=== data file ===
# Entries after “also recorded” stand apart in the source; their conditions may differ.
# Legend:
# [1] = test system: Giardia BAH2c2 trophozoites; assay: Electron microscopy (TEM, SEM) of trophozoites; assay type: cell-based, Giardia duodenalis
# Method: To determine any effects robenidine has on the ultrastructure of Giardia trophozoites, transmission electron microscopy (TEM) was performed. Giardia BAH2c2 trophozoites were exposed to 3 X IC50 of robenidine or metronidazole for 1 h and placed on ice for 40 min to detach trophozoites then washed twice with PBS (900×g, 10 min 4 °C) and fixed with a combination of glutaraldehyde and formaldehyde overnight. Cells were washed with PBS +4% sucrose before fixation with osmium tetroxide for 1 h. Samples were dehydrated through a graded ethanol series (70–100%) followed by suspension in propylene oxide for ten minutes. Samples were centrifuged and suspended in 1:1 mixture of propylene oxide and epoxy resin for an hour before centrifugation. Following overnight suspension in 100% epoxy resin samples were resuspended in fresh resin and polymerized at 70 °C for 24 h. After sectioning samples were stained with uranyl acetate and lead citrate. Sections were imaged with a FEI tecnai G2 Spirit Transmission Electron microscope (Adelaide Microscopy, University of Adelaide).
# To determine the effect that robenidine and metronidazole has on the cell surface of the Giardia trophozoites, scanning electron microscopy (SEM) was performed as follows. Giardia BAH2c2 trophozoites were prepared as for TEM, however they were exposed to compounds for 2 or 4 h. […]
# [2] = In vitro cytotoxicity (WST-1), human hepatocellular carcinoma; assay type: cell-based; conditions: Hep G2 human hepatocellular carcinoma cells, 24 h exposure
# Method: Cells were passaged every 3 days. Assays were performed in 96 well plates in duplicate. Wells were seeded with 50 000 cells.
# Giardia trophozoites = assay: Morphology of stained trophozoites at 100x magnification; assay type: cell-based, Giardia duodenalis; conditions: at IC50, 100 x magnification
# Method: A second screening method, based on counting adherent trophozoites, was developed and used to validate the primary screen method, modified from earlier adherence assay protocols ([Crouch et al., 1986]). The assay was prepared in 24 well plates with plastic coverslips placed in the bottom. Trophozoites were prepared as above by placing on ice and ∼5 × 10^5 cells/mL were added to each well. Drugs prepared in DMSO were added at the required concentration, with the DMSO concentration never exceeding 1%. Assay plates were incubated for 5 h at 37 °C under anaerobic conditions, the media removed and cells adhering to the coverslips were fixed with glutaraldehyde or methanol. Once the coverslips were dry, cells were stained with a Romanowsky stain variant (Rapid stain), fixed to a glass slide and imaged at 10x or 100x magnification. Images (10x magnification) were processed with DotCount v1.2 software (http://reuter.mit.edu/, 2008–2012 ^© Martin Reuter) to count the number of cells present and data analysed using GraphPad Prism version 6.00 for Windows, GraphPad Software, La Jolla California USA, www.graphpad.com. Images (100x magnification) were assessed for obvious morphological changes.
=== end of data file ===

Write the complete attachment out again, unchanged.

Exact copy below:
# Entries after “also recorded” stand apart in the source; their conditions may differ.
# Legend:
# [1] = test system: Giardia BAH2c2 trophozoites; assay: Electron microscopy (TEM, SEM) of trophozoites; assay type: cell-based, Giardia duodenalis
# Method: To determine any effects robenidine has on the ultrastructure of Giardia trophozoites, transmission electron microscopy (TEM) was performed. Giardia BAH2c2 trophozoites were exposed to 3 X IC50 of robenidine or metronidazole for 1 h and placed on ice for 40 min to detach trophozoites then washed twice with PBS (900×g, 10 min 4 °C) and fixed with a combination of glutaraldehyde and formaldehyde overnight. Cells were washed with PBS +4% sucrose before fixation with osmium tetroxide for 1 h. Samples were dehydrated through a graded ethanol series (70–100%) followed by suspension in propylene oxide for ten minutes. Samples were centrifuged and suspended in 1:1 mixture of propylene oxide and epoxy resin for an hour before centrifugation. Following overnight suspension in 100% epoxy resin samples were resuspended in fresh resin and polymerized at 70 °C for 24 h. After sectioning samples were stained with uranyl acetate and lead citrate. Sections were imaged with a FEI tecnai G2 Spirit Transmission Electron microscope (Adelaide Microscopy, University of Adelaide).
# To determine the effect that robenidine and metronidazole has on the cell surface of the Giardia trophozoites, scanning electron microscopy (SEM) was performed as follows. Giardia BAH2c2 trophozoites were prepared as for TEM, however they were exposed to compounds for 2 or 4 h. […]
# [2] = In vitro cytotoxicity (WST-1), human hepatocellular carcinoma; assay type: cell-based; conditions: Hep G2 human hepatocellular carcinoma cells, 24 h exposure
# Method: Cells were passaged every 3 days. Assays were performed in 96 well plates in duplicate. Wells were seeded with 50 000 cells.
# Giardia trophozoites = assay: Morphology of stained trophozoites at 100x magnification; assay type: cell-based, Giardia duodenalis; conditions: at IC50, 100 x magnification
# Method: A second screening method, based on counting adherent trophozoites, was developed and used to validate the primary screen method, modified from earlier adherence assay protocols ([Crouch et al., 1986]). The assay was prepared in 24 well plates with plastic coverslips placed in the bottom. Trophozoites were prepared as above by placing on ice and ∼5 × 10^5 cells/mL were added to each well. Drugs prepared in DMSO were added at the required concentration, with the DMSO concentration never exceeding 1%. Assay plates were incubated for 5 h at 37 °C under anaerobic conditions, the media removed and cells adhering to the coverslips were fixed with glutaraldehyde or methanol. Once the coverslips were dry, cells were stained with a Romanowsky stain variant (Rapid stain), fixed to a glass slide and imaged at 10x or 100x magnification. Images (10x magnification) were processed with DotCount v1.2 software (http://reuter.mit.edu/, 2008–2012 ^© Martin Reuter) to count the number of cells present and data analysed using GraphPad Prism version 6.00 for Windows, GraphPad Software, La Jolla California USA, www.graphpad.com. Images (100x magnification) were assessed for obvious morphological changes.